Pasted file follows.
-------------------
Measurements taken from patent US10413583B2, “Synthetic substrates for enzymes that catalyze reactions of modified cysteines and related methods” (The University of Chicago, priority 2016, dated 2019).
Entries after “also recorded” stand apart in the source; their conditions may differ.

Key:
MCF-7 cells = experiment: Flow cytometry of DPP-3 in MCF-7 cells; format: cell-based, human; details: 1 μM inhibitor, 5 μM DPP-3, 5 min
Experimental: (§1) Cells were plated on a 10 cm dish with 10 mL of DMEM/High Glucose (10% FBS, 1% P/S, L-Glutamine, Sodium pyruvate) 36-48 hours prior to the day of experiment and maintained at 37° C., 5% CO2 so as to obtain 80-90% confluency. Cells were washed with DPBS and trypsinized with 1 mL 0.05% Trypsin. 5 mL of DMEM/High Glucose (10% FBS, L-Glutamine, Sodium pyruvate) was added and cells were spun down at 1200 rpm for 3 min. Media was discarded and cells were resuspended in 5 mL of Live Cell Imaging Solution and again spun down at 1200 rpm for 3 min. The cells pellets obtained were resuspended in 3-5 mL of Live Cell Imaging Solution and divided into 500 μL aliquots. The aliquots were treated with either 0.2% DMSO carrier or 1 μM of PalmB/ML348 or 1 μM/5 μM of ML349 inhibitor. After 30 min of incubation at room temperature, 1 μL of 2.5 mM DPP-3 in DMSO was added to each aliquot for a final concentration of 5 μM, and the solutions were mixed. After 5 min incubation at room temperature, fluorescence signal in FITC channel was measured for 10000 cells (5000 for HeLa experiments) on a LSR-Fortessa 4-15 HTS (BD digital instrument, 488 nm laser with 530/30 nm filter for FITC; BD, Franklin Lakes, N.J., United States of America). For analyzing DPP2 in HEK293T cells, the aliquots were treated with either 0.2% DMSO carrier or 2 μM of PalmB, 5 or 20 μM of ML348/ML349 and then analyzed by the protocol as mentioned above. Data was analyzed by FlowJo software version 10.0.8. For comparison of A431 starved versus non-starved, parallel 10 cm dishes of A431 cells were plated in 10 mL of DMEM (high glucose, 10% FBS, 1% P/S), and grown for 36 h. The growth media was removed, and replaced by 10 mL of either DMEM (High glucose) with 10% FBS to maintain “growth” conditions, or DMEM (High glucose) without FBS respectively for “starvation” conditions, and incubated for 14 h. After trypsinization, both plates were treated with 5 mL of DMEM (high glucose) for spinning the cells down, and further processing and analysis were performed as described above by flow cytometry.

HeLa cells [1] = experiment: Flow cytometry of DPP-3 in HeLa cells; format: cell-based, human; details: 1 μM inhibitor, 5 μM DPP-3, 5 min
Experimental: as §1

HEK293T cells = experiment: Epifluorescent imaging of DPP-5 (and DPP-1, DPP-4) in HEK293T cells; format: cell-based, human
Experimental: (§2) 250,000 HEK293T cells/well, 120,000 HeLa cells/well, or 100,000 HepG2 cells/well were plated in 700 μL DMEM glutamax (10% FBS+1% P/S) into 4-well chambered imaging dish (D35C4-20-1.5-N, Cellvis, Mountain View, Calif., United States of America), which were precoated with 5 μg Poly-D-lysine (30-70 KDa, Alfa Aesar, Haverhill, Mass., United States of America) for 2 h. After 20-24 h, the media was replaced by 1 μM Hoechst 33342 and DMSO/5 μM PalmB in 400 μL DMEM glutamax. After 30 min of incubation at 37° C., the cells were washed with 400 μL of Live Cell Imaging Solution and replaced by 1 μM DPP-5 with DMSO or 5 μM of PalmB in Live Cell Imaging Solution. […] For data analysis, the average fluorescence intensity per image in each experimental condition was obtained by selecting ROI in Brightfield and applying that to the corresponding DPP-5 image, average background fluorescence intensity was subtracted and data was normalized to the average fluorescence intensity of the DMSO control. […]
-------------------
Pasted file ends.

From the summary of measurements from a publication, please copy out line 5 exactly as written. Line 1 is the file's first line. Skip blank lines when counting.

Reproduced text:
Experimental: (§1) Cells were plated on a 10 cm dish with 10 mL of DMEM/High Glucose (10% FBS, 1% P/S, L-Glutamine, Sodium pyruvate) 36-48 hours prior to the day of experiment and maintained at 37° C., 5% CO2 so as to obtain 80-90% confluency. Cells were washed with DPBS and trypsinized with 1 mL 0.05% Trypsin. 5 mL of DMEM/High Glucose (10% FBS, L-Glutamine, Sodium pyruvate) was added and cells were spun down at 1200 rpm for 3 min. Media was discarded and cells were resuspended in 5 mL of Live Cell Imaging Solution and again spun down at 1200 rpm for 3 min. The cells pellets obtained were resuspended in 3-5 mL of Live Cell Imaging Solution and divided into 500 μL aliquots. The aliquots were treated with either 0.2% DMSO carrier or 1 μM of PalmB/ML348 or 1 μM/5 μM of ML349 inhibitor. After 30 min of incubation at room temperature, 1 μL of 2.5 mM DPP-3 in DMSO was added to each aliquot for a final concentration of 5 μM, and the solutions were mixed. After 5 min incubation at room temperature, fluorescence signal in FITC channel was measured for 10000 cells (5000 for HeLa experiments) on a LSR-Fortessa 4-15 HTS (BD digital instrument, 488 nm laser with 530/30 nm filter for FITC; BD, Franklin Lakes, N.J., United States of America). For analyzing DPP2 in HEK293T cells, the aliquots were treated with either 0.2% DMSO carrier or 2 μM of PalmB, 5 or 20 μM of ML348/ML349 and then analyzed by the protocol as mentioned above. Data was analyzed by FlowJo software version 10.0.8. For comparison of A431 starved versus non-starved, parallel 10 cm dishes of A431 cells were plated in 10 mL of DMEM (high glucose, 10% FBS, 1% P/S), and grown for 36 h. The growth media was removed, and replaced by 10 mL of either DMEM (High glucose) with 10% FBS to maintain “growth” conditions, or DMEM (High glucose) without FBS respectively for “starvation” conditions, and incubated for 14 h. After trypsinization, both plates were treated with 5 mL of DMEM (high glucose) for spinning the cells down, and further processing and analysis were performed as described above by flow cytometry.